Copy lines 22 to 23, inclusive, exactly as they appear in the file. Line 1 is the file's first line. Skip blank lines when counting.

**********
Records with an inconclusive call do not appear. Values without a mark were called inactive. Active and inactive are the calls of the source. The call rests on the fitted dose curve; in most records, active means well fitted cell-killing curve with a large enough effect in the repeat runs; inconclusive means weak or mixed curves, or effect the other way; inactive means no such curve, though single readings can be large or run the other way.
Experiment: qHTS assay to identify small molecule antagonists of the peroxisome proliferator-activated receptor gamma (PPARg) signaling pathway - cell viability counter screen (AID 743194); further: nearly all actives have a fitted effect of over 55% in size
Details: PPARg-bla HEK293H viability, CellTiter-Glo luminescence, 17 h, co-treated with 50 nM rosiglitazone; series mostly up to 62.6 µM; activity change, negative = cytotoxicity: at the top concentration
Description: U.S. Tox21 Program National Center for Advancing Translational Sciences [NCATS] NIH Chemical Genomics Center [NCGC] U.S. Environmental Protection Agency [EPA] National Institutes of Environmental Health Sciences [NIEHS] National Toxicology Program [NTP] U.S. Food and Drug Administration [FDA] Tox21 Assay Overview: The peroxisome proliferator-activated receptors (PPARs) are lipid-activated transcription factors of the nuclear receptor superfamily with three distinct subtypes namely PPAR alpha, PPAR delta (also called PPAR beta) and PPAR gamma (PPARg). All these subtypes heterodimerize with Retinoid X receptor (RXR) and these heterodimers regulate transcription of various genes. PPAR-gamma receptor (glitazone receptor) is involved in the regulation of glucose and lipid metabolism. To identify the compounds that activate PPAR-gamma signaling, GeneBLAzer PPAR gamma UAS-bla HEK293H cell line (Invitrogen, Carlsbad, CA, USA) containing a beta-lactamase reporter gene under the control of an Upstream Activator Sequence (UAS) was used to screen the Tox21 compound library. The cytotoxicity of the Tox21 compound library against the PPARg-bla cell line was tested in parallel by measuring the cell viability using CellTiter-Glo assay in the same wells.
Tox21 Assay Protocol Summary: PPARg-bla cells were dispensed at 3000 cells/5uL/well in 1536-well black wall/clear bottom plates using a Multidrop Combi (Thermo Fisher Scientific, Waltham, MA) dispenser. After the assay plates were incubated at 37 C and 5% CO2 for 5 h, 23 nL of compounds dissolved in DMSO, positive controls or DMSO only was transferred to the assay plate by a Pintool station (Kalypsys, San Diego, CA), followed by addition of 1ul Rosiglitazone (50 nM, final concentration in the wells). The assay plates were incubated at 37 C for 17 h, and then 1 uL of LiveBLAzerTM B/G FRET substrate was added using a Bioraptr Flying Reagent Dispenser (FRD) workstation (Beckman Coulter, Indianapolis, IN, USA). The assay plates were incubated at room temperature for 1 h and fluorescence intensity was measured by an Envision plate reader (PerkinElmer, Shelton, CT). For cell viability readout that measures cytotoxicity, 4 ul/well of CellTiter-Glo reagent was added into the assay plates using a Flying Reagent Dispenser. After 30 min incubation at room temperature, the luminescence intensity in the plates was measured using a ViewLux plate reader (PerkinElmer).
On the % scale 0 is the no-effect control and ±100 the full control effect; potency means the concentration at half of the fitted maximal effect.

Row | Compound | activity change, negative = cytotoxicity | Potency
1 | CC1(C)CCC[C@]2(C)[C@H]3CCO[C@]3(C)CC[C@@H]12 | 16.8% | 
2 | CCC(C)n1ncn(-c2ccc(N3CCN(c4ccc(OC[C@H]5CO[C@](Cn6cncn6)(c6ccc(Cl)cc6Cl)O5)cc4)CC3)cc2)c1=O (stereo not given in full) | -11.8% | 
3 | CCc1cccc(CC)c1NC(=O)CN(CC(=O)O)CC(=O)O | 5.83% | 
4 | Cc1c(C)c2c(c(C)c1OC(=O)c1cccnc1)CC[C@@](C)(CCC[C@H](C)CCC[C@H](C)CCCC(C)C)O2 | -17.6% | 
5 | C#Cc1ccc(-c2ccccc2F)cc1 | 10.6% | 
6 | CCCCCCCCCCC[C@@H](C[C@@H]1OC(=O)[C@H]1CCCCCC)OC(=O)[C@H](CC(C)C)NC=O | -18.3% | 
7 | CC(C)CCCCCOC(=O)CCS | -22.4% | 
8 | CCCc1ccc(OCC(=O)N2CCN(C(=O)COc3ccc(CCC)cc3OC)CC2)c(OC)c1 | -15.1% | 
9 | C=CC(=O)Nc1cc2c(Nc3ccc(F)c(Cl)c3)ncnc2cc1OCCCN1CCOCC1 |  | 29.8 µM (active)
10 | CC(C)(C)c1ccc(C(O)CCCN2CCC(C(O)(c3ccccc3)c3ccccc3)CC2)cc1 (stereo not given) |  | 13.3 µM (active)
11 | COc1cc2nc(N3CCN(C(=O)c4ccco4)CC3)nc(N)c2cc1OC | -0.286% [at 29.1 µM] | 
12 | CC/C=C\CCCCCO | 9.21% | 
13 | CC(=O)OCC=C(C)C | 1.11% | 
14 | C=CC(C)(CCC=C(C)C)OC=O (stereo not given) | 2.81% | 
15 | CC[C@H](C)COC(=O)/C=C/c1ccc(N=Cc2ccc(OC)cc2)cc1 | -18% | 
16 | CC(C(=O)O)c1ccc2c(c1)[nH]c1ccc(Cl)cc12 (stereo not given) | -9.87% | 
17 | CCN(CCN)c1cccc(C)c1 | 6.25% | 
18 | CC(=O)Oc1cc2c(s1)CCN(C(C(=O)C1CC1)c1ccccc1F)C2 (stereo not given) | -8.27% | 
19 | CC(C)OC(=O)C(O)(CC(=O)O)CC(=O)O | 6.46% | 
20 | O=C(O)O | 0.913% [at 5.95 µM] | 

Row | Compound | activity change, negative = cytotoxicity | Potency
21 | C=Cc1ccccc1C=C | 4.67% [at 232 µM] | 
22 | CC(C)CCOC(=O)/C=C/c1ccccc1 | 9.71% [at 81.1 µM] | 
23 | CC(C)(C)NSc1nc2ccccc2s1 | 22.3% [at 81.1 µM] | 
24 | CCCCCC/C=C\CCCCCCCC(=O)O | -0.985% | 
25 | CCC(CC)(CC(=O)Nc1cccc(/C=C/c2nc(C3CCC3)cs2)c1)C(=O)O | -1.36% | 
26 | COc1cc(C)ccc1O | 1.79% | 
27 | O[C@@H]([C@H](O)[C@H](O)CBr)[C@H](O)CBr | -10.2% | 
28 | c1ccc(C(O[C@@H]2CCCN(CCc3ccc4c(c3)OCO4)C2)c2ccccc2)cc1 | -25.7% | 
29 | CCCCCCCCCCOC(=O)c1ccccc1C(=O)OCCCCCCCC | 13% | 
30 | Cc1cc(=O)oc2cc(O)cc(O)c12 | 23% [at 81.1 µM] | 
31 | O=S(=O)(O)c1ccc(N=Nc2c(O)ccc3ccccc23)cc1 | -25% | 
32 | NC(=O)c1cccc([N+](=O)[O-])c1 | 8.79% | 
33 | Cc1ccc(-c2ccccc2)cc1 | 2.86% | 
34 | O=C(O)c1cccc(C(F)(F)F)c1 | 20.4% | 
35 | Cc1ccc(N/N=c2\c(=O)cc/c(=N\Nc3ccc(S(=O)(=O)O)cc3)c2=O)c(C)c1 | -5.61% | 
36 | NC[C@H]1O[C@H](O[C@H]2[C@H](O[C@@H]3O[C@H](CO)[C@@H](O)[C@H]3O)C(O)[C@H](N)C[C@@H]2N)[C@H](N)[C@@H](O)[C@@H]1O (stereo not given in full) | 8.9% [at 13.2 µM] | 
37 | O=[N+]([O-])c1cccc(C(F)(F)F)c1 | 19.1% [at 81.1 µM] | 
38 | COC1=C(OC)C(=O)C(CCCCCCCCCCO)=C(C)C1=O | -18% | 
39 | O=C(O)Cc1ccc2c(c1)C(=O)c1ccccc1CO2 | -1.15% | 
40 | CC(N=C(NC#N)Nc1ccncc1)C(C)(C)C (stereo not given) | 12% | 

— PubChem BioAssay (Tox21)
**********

15 | CC[C@H](C)COC(=O)/C=C/c1ccc(N=Cc2ccc(OC)cc2)cc1 | -18% | 
16 | CC(C(=O)O)c1ccc2c(c1)[nH]c1ccc(Cl)cc12 (stereo not given) | -9.87% | 